Low p-value, high power; high p-value, low power. But what does this actually tell you?

For every value of observed power there is a unique p-value, and vice versa.  In other words the observed power is a one-to-one function of the p-value—inferences drawn from one of these observed values must, therefore, coincide with the other.  Also, observed power is inversely proportional to the p-value.  That is, low p-values coincide with high values of observed power; high p-values coincide with low values of observed power.

Now let’s compare the interpretation of the observed power from those hoping to support the null against the interpretation of the p-value (provided by frequentist statistics).  A high value of observed power is interpreted as strong support for the null, which coincides with a low p-value interpreted as strong support against the null (strong yet contradictory statements); a low value of observed power is interpreted as weak support for the null, which coincides with a high p-value interpreted as weak support against the null (weak yet also contradictory statements).

Say that again
Consider two experiments in which you failed to reject the null of no treatment effects, but in which the first experiment achieved a higher value of observed power than the second.  Using the interpretation of observed power above, you would conclude that the first experiment with higher observed power provided stronger evidence in support of the null than the second experiment.  But higher power means a lower p-value, and therefore you would conclude the first experiment provided stronger evidence against the null.  These are contradictory conclusions, and only the interpretation of p-values can be called a hypothesis test (supported by frequentist statistics).

There are variants on this idea of observable power, such as detectable or significant effect size, but they’re logically flawed in the same way described above.  And we could compare power analysis to confidence intervals, but the point is that nothing is gained from considering power calculations once you have a confidence interval. Power calculations should be reserved to planning the sample size of future studies, and not for making inferences about studies that have already taken place.

## You can’t prove the null by not rejecting it

In hypothesis testing on 25 October 2008 at 10:53 am

I was (willingly) dragged into a discussion about “proving the null hypothesis” that I have to include here. But it will end up being three posts since there are different issues to address (basic theory, power, and equivalence). First step is to discuss the theory of hypothesis testing, what it is and what it isn’t, as it’s fundamental to understanding the problem of providing evidence to support the null.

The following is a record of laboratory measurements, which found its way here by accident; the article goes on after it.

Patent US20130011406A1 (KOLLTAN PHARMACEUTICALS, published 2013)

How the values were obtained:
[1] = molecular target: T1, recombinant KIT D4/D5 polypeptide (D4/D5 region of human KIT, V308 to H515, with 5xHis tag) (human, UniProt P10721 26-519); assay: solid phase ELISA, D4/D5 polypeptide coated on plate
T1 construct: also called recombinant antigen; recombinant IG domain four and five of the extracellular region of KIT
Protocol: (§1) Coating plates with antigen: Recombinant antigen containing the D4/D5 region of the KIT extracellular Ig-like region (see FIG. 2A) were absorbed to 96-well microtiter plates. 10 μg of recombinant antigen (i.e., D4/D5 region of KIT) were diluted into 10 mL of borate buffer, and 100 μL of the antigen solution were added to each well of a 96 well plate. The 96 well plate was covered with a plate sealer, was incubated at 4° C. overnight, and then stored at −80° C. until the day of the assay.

Hypothesis testing is confusing in part because the logical basis on which the concept rests is not usually described: it’s a proof by contradiction. For example, if you want to prove that a treatment has an effect, you start by assuming there are no treatment effects—this is the null hypothesis. You assume the null and use it to calculate a p-value (the probability of measuring a treatment effect at least as strong as what was observed, given that there are no treatment effects). A small p-value is a contradiction to the assumption that the null is true. “Proof”, here, is used loosely—it’s strong enough evidence to cast doubt on the null.

The p-value is based on the assumption that the null hypothesis is true. Trying to prove the null using a p-value is, therefore, trying to prove it’s true based on the assumption that it’s true. But we can’t prove the assumption that the null is true as we have already assumed it. The idea of a hypothesis test is to assume the null is true, then use that assumption to build a contradiction against it being true.

Absence of evidence
No conclusion can be drawn if you fail to build a contradiction. Another way to think of this is to remember that the p-value measures evidence against the null, not for it.  And therefore lack of evidence to reject the null does not imply sufficient evidence to support it.  Absence of evidence is not evidence of absence. Some would like to believe that the inability to reject the null suggests the null may be true (and they try to support this claim with high sample sizes, or high power, which I’ll address in a subsequent post).

Rejecting the null leaves you with a lot of alternatives. One down, an infinite number to go!

Failing to reject the null is a weak outcome, and that’s the point. It’s no better than failing to reject the innumerable models that were not tested. Although the null and alternative hypotheses represent a dichotomy (either one is true or the other), they underlie a parameter space. The alternative represents the complement of the space defined by the null, that is, the parameter space minus the null.